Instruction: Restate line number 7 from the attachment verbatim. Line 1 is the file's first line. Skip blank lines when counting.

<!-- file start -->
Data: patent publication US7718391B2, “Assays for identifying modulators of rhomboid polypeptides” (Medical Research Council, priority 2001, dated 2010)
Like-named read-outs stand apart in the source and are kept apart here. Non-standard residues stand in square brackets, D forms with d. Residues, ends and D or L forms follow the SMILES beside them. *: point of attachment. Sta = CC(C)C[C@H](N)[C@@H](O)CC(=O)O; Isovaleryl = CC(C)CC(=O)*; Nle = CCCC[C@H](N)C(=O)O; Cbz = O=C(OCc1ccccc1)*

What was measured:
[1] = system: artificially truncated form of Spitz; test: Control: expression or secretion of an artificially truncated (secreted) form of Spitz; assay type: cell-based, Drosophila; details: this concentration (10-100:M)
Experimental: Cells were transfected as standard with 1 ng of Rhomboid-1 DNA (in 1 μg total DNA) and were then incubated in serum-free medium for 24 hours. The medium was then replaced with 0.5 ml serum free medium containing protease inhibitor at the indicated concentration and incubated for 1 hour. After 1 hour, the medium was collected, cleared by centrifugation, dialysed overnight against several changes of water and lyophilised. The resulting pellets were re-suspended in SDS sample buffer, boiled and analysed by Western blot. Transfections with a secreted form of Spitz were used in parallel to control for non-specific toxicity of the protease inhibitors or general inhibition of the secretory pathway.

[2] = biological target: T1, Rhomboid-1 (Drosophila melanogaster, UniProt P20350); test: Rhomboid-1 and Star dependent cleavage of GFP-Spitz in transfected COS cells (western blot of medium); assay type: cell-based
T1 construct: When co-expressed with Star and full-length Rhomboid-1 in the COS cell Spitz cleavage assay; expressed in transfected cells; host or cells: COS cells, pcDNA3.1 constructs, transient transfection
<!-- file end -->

T1 construct: When co-expressed with Star and full-length Rhomboid-1 in the COS cell Spitz cleavage assay; expressed in transfected cells; host or cells: COS cells, pcDNA3.1 constructs, transient transfection